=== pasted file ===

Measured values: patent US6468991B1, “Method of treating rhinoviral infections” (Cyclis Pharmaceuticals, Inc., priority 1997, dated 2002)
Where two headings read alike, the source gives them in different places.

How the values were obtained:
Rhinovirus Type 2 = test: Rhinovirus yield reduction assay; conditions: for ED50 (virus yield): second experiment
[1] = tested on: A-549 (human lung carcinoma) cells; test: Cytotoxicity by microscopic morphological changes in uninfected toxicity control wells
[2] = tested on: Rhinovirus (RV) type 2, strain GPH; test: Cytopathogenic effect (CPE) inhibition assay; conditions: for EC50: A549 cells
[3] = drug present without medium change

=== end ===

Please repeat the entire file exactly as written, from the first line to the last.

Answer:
Measured values: patent US6468991B1, “Method of treating rhinoviral infections” (Cyclis Pharmaceuticals, Inc., priority 1997, dated 2002)
Where two headings read alike, the source gives them in different places.

How the values were obtained:
Rhinovirus Type 2 = test: Rhinovirus yield reduction assay; conditions: for ED50 (virus yield): second experiment
[1] = tested on: A-549 (human lung carcinoma) cells; test: Cytotoxicity by microscopic morphological changes in uninfected toxicity control wells
[2] = tested on: Rhinovirus (RV) type 2, strain GPH; test: Cytopathogenic effect (CPE) inhibition assay; conditions: for EC50: A549 cells
[3] = drug present without medium change